Thursday, October 4, 2018

The Lifespan of a Fact (Broadway)


When John D’Agata (Bobby Cannavale) turns in an essay reflecting on the suicide culture in Las Vegas, the Editor (Cherry Jones) of the publication realizes that she is reading what will be her legacy piece before she retires. Not only does the article grasp the emotional depth of the story, but it also captures the zeitgeist. Anxious to publish it in lieu of their backup Congressional Spouses feature, she sets the last steps in the process in motion and assigns the task of fact-checking the story to Jim Fingal (Daniel Radcliffe), a fresh Harvard graduate eager to impress. When the fact-checker goes over-the-top, the writer becomes protective of his work and a clash of ideology ensues, a dispute that the Editor herself must now referee. Along the way they will find out that there is more to journalism than just balancing form and substance.

I was supposed to watch Pretty Woman, but this appeared on TodayTix out of the blue before I could book something. I must admit that it got me curious. Cannavale was last seen in Ant-Man and the Wasp. Radcliffe is Radcliffe. And so, I thought, maybe it’s time to check if Harry Potter can really act. Besides, it’s not every day that I get to see Hollywood celebrities on Broadway. And so, I booked the ticket and prepared for disappointment. It’s a narrative about fact-checking for crying out loud. Well, surprise!

The material revolves around a fact-checker fact-checking an essay. What the fact, how boring could that be, right? Well, whoever produced this onstage rendition knew what they were doing. You are introduced to a minimalist set with bright blue panels that are both catchy and handy for displaying text. Wooden moving boards on the floor serve as the base for the Editor’s office, Fingal’s desk, and D’Agata’s couch. The set expands later on to show an entire first floor of a Las Vegas house.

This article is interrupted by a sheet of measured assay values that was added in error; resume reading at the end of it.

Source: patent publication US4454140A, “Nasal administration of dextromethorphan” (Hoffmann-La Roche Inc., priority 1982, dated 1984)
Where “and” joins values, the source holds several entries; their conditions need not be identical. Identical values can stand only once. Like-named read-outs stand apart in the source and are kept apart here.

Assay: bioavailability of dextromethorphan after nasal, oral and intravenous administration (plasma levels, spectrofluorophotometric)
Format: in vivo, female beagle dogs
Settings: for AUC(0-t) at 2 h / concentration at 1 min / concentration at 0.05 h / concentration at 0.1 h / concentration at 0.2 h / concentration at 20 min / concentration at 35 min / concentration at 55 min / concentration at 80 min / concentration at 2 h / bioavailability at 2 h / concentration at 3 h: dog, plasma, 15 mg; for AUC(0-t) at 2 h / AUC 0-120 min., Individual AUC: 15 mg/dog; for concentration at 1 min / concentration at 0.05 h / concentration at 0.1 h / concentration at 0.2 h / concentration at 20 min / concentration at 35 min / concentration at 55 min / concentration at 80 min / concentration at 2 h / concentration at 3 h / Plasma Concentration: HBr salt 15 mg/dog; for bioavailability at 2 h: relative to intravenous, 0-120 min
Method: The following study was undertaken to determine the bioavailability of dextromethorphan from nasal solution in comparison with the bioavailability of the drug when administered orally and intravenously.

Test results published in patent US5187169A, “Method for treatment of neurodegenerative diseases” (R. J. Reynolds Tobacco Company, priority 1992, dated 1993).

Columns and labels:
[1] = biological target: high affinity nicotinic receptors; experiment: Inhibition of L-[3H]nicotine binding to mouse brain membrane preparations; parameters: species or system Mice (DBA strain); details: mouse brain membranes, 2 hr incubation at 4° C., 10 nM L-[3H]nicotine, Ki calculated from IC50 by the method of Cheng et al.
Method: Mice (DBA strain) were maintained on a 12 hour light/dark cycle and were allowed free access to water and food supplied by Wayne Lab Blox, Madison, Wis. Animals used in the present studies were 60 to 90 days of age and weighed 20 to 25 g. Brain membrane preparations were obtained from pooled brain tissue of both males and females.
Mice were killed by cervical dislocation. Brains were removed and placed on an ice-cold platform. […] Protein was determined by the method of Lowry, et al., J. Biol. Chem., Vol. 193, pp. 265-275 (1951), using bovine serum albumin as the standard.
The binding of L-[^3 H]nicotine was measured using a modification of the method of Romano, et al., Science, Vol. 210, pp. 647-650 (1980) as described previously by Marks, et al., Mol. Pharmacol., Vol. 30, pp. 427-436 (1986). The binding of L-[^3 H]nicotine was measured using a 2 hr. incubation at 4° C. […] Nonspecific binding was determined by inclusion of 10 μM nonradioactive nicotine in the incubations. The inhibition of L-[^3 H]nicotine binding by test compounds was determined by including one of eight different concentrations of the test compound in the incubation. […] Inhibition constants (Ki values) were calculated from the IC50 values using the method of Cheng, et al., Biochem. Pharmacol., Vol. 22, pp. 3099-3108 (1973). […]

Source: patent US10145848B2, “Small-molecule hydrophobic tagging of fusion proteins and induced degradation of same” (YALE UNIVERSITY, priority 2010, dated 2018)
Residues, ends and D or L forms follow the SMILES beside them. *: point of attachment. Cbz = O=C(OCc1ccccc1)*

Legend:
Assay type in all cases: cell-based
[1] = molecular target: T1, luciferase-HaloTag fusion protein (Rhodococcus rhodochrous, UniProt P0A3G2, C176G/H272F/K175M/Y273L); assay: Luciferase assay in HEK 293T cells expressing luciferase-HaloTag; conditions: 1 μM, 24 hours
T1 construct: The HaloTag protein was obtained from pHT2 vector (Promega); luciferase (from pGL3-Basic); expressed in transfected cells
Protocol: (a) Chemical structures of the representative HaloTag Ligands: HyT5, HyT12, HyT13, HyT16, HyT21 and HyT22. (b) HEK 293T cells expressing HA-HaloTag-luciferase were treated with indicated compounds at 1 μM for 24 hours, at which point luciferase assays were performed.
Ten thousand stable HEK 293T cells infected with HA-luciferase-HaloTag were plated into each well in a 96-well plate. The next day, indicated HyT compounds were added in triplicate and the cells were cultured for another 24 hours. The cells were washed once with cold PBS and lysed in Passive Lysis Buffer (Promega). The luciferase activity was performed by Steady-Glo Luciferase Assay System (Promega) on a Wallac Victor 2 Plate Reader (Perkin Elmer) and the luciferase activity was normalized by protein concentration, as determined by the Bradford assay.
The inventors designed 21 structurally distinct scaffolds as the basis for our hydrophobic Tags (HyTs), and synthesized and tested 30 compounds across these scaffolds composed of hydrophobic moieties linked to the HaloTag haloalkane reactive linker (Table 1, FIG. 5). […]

Production design aside, The Lifespan of a Fact heavily relies on the performance of its actors to entertain a theater full of people. Radcliffe sports his usual rugged look post-Harry Potter and throws his lines with a legit American accent. Cannavale captures D’Agata’s smug demeanor without compromising his idealistic views, while Jones highlights the Editor’s maternal side as well as her role as negotiator between the two opposing parties. The banter among the three does not come across as rehearsed, and such rapport helps a lot in establishing their respective roles in the plot.

As for the theme, it can’t be any timelier and more relevant. In this day and age when fake news and alternative facts reign supreme, do people really still care about the veracity of what they read at all? What makes The Lifespan of a Fact so interesting is how it gives you a glimpse of the traditional providers of information and the role that they now play in a world where access to data has been so liberalized that it cannot be monopolized anymore, along with all the good and bad aspects that come along with such development. Do facts matter or is empathy and connecting with an audience more valuable?

Musicals have the luxury of music and choreography. That’s why it’s harder to elicit an impassioned reaction from an audience when the theater piece in question is a straight play. The Lifespan of a Fact has several moments in which the audience just erupts in applause. At this point we don’t know whether it’s just because the actors are famous. Regardless, there must be something with their delivery to merit such response. Whatever it is, this play gets it right and debunks any speculation that it’s going to be a boring piece.

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